April 4, 2011

Vigilante gluten-allergy denier and protests against a peanut-allergic child -- what it tells us about the big picture

Last week gluten-allergy blogs around the country were fired up over the intentional deception of a Colorado chef.

Damian Cardone is was a Colorado chef who boasted on Facebook about serving customers high-gluten pasta in place of what was supposed to be gluten-free pasta.  He tried to justify his actions by proclaiming his belief that gluten allergies are mostly imagined issues and that, just as he predicted, no one got sick from his trick.  (I'm guessing he doesn't know that gluten-allergy symptoms might not present themselves until a couple hours after consumption and that wheat ingestion by those with Celiac Disease or a severe gluten allergy could lead to anaphylaxis.)  Mr. Cardone's cavalier admission has led to his firing, his going underground (to avoid lawsuits and death threats, no doubt) and uniform outrage across message boards from food-allergic and non-allergic people alike.

After reading this story I couldn't help but think about the controversy in Edgewater, Florida.  If you haven't heard about it, parents at an elementary school protested against the school's strict protocol for protecting a student with a life-threatening peanut allergy.  Included in the daily protocol were that all students had to wash their hands and rinse their mouths at the start of school and after lunch, parents could not volunteer in the classroom for fear of contamination, teachers were required to frequently wipe down work surfaces, and no outside food (whether they be for kids' lunches or class parties) could be brought into the student's class or nearby classes.  Unhappy parents felt their kids' rights were being sacrificed for the welfare of one child and went so far as to suggest that the child be homeschooled if the normal school environment was that potentially harmful to her health.

The intent of Mr. Cardone and the Edgewater parents is very different.  Clearly, Mr. Cardone disregarded medical science and patrons' requests to satisfy his own personal agenda at the potentially fatal risk for some.  Edgewater parents aren't trying to hurt or exclude the peanut-allergic student out of malice but feel like their school is catering to her needs at the expense of the rest of the students.  A part of me can relate to the families because, as a former elementary teacher I know how much time routines such as hand-washing take away from instructional time.  And I know how students and parents alike love to celebrate holidays and birthdays in class.   

What Mr. Cardone and Edgewater's protesting parents do share in common, however, is strong resentment for having to make accommodations for food-allergic people.  Perhaps they are willing to accommodate some but only so far as it doesn't infringe on their own welfare.  It's likely that none of them have had firsthand or secondhand experience with what it feels like physically, socially, and emotionally, to live with food allergies.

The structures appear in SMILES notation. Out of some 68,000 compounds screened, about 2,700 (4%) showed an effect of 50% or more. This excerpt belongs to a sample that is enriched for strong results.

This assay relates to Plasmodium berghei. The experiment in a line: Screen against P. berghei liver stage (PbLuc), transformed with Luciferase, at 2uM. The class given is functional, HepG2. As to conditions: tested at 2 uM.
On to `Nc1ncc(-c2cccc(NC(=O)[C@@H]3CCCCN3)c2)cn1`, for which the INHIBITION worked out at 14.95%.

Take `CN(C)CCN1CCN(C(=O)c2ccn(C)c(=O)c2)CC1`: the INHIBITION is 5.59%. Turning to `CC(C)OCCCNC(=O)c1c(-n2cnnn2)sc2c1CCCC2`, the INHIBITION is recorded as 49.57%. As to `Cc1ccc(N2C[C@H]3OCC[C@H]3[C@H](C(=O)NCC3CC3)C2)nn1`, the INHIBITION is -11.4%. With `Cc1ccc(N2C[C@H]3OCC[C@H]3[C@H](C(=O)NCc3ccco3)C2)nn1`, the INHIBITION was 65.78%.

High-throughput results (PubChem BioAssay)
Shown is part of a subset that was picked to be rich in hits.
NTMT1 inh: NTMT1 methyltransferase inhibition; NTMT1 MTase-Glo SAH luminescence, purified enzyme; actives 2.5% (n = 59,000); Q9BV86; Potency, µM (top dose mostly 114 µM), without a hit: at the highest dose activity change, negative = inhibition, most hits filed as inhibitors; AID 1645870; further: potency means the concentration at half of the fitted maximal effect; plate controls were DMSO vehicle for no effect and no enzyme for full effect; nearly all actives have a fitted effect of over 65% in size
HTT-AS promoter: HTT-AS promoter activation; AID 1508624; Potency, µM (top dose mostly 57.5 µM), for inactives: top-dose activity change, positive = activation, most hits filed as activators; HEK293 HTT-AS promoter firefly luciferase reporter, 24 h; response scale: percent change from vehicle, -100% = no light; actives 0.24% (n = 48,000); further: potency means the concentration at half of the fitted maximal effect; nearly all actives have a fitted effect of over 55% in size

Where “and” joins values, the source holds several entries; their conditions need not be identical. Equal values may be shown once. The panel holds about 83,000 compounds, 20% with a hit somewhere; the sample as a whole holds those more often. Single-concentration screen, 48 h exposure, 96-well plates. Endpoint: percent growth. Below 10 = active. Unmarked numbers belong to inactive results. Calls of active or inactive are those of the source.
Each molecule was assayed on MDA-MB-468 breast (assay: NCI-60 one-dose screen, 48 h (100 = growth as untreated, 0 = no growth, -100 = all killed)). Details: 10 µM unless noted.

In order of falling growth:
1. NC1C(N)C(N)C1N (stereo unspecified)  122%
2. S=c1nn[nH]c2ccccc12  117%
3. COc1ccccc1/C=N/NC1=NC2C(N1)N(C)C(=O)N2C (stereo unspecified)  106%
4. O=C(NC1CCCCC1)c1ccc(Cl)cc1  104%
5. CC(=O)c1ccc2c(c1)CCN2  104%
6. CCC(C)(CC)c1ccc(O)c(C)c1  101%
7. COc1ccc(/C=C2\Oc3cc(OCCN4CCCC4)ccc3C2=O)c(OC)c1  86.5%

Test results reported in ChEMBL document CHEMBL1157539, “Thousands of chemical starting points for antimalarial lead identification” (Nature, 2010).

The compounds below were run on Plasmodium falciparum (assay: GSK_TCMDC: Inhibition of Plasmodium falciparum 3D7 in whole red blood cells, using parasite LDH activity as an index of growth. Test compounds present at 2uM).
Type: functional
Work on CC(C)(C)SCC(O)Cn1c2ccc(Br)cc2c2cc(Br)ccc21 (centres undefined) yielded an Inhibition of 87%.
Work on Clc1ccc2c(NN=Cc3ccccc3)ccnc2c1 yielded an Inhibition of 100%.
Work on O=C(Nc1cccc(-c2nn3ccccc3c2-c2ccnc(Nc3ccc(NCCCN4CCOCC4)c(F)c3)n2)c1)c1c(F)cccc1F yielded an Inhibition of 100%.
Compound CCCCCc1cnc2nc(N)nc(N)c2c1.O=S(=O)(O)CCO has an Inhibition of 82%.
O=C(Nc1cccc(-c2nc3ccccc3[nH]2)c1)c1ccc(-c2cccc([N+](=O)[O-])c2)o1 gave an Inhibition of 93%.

Yes, our society is becoming increasingly friendlier towards food-allergy sufferers with more product labels and restaurant menus listing allergens, allergy-free foods in stores, and gluten-free bakeries in metropolitan areas.  More and more people know of someone with food allergies.  But incidents such as the ones mentioned above remind us that we still have a lot of work to do to bridge the divide between those living and not living with food allergies.

While we at Get Allergy Wise hope to create a strong community for food-allergic families, our best outcome is to use our collective strength to educate the greater community of which we are a part, a community that I wholeheartedly believe wants all kids to feel valued and accepted.

In our society where individual liberties are cherished and priorities are diverse and many, food allergy education must start small -- in our own food-allergic homes first, and then with family, friends, neighbors, and schoolmates.  The simplest and most powerful way to build understanding (and empathy) is through our willingness to share our everyday stories with others. 

We must not lose patience with well-meaning relatives who serve treats only our kids can't eat, or lose patience with strangers who question whether our kids are "really allergic" to all those things, nor can we disavow parents who don't invite us over because of our kids' complicated needs.  For we used to be on that other side.  We are on that other side in any situation where we lack experience.  These awkward situations offer opportunities for teachable moments and real conversations that can lead to deeper understanding and empathy and, ultimately, greater safety for our kids.  We need to take advantage of every chance to be heard because we don't want our kids or anyone else's to be targeted by renegade chefs or excluded from schools. 

We must stay connected to the larger community so that our neighbors and friends can put a face on food allergies, so that our concerns aren't dismissed just as issues of a loud minority, and that complaints aren't taken as personal attacks on individual freedoms.  It cannot be an Us versus Them battle.  If we are to make our families safe in schools, public places, and at home, we must all work together.

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